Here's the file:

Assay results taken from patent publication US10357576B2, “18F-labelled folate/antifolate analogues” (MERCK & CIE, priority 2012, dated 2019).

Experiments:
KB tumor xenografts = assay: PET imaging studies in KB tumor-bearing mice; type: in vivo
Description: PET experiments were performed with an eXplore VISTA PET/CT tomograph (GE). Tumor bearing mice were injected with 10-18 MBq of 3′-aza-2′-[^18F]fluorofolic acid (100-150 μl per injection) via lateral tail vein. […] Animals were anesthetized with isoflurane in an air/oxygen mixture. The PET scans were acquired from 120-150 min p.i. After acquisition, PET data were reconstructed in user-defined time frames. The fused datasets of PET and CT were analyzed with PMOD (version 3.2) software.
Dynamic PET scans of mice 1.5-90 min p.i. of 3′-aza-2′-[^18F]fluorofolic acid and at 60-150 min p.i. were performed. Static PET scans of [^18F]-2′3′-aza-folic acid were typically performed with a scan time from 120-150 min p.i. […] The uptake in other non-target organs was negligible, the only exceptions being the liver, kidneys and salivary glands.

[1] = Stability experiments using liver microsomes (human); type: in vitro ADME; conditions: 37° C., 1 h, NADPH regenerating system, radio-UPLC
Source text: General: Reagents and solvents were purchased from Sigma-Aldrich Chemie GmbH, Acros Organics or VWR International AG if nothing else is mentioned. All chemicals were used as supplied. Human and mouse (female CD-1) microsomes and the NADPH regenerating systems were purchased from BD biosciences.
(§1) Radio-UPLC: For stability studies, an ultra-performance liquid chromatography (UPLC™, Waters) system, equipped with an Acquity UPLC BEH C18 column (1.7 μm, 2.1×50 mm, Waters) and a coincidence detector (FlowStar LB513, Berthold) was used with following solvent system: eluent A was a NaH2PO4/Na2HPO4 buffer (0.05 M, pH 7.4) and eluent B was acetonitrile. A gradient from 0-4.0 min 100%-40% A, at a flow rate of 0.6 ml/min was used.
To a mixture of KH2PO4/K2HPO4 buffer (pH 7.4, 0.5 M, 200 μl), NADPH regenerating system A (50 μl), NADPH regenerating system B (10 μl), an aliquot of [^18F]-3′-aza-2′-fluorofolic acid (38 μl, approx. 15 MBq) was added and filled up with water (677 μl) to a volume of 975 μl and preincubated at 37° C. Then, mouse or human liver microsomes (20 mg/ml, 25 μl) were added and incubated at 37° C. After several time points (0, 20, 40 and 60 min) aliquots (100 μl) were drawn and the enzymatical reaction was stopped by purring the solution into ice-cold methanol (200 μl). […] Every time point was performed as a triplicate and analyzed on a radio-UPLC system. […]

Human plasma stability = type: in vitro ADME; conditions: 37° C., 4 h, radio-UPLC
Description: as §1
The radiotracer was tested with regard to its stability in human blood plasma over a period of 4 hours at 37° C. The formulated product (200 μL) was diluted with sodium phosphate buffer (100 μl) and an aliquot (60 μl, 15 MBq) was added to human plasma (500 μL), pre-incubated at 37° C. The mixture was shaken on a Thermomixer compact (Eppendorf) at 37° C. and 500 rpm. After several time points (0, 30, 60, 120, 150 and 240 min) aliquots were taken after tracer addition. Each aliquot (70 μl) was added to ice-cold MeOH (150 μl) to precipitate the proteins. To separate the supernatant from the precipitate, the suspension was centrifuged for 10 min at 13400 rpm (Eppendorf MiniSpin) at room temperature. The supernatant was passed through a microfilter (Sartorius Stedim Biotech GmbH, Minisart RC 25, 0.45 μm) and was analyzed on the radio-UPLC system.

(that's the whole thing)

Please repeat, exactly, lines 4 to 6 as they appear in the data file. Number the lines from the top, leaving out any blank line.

Description: PET experiments were performed with an eXplore VISTA PET/CT tomograph (GE). Tumor bearing mice were injected with 10-18 MBq of 3′-aza-2′-[^18F]fluorofolic acid (100-150 μl per injection) via lateral tail vein. […] Animals were anesthetized with isoflurane in an air/oxygen mixture. The PET scans were acquired from 120-150 min p.i. After acquisition, PET data were reconstructed in user-defined time frames. The fused datasets of PET and CT were analyzed with PMOD (version 3.2) software.
Dynamic PET scans of mice 1.5-90 min p.i. of 3′-aza-2′-[^18F]fluorofolic acid and at 60-150 min p.i. were performed. Static PET scans of [^18F]-2′3′-aza-folic acid were typically performed with a scan time from 120-150 min p.i. […] The uptake in other non-target organs was negligible, the only exceptions being the liver, kidneys and salivary glands.

[1] = Stability experiments using liver microsomes (human); type: in vitro ADME; conditions: 37° C., 1 h, NADPH regenerating system, radio-UPLC